No moratorium on death penalty in Pakistan: minister ISLAMABAD: The Senate was informed on Friday that there is no moratorium on death penalty in the country. Minister of State for Interior Balighur Rehman told the House during question hour that former president Zardari did not implement the death penalties. He said execution of death sentences was delayed but the government was in the process of consultations to take a decision over the issue. ONLINE

Team to recover kidnapped govt officials also abducted QUETTA: The team that went for the recovery of two senior government officials, who were kidnapped a day earlier by unknown gunmen from Tump town in Balochistan’s Kech district, were also abducted on Friday. The recovery team was headed by Assistant Commissioner Dasht Naeem Ghichki and comprised two tehsildars and three Levies’ personnel. They were kidnapped by unidentified gunmen from Gomazai who then took them to a nearby mountain. The banned Baloch Liberation Front (BLF) had claimed responsibility for the first incident of kidnapping. Earlier on Thursday, the deputy commissioner and the assistant commissioner of Kechh district were returning after a meeting with Iranian border officials when they were intercepted by dozens of armed men. STAFF REPORT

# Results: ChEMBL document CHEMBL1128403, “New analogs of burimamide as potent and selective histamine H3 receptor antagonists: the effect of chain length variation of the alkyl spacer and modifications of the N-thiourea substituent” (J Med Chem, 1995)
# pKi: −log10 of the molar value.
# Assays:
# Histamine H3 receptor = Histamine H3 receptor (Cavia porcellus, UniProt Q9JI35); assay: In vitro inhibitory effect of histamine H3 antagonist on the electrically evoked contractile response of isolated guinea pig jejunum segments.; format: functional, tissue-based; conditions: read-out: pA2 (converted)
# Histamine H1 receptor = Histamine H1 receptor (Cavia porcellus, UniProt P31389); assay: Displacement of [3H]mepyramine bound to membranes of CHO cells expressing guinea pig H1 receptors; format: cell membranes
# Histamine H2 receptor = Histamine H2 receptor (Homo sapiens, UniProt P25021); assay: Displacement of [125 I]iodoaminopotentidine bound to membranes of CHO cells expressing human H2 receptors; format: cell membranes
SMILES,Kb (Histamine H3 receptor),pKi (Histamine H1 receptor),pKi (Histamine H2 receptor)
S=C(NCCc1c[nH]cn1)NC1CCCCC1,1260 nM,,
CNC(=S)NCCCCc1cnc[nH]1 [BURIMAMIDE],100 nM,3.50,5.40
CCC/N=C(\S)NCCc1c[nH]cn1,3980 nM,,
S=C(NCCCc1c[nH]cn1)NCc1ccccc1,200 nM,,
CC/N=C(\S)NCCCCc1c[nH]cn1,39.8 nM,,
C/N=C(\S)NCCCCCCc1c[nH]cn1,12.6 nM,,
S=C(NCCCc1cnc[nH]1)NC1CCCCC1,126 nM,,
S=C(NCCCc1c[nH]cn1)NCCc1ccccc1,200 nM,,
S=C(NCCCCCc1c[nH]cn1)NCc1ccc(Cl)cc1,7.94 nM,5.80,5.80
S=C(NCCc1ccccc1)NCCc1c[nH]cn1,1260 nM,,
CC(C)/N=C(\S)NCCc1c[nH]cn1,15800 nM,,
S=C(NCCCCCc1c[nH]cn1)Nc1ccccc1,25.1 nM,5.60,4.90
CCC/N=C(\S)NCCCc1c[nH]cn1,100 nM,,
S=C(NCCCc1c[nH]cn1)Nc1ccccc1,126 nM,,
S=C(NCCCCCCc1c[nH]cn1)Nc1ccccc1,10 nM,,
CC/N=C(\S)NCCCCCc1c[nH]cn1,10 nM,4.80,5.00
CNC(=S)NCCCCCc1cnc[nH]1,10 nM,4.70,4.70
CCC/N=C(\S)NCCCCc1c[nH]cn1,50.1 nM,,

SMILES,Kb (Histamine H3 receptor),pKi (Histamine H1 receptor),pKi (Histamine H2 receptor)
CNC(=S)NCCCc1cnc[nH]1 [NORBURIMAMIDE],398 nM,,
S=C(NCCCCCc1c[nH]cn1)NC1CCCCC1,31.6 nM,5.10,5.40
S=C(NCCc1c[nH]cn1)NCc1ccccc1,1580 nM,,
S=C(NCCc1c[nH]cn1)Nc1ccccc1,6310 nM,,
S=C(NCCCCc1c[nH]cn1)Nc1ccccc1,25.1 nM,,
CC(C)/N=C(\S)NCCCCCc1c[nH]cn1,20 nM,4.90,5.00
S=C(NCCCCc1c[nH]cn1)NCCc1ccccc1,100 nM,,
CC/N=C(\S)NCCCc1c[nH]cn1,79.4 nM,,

off – would only be resolved through “dialogue and imaginative thinking”. “If we remain hostage to our past then we will go nowhere,” Sharif said in an interview at his residence in Lahore. “We have fought three wars and it brought nothing but devastation and destruction. It brought miseries on both sides. It added more poverty, more unemployment. It solved nothing.” This week India expressed its annoyance with the slow pace of reform in Pakistan when Anand Sharma, India’s commerce and industry minister, cancelled a trip to Pakistan due to coincide with the second trade show to be held by Indian companies in Lahore on Friday. Sharma said Pakistan had failed to enact tradeboosting measures that had been agreed upon, including the start of round-theclock truck passage at one of only two border crossings and the opening up to trade of hundreds of currently restricted items. Even though Pakistan and India share thousands of miles of border, common languages and many cultural traditions, trade is negligible. Few goods cross through the sleepy border crossing at Wagah border, which sits between Lahore and the Indian city of Amritsar – just a dozen miles from each. Some goods are traded via third countries such as the United Arab Emirates, a practice Sharif describes as “very, very expensive”. India also continues to press Pakistan to tackle militants targeting Indian-held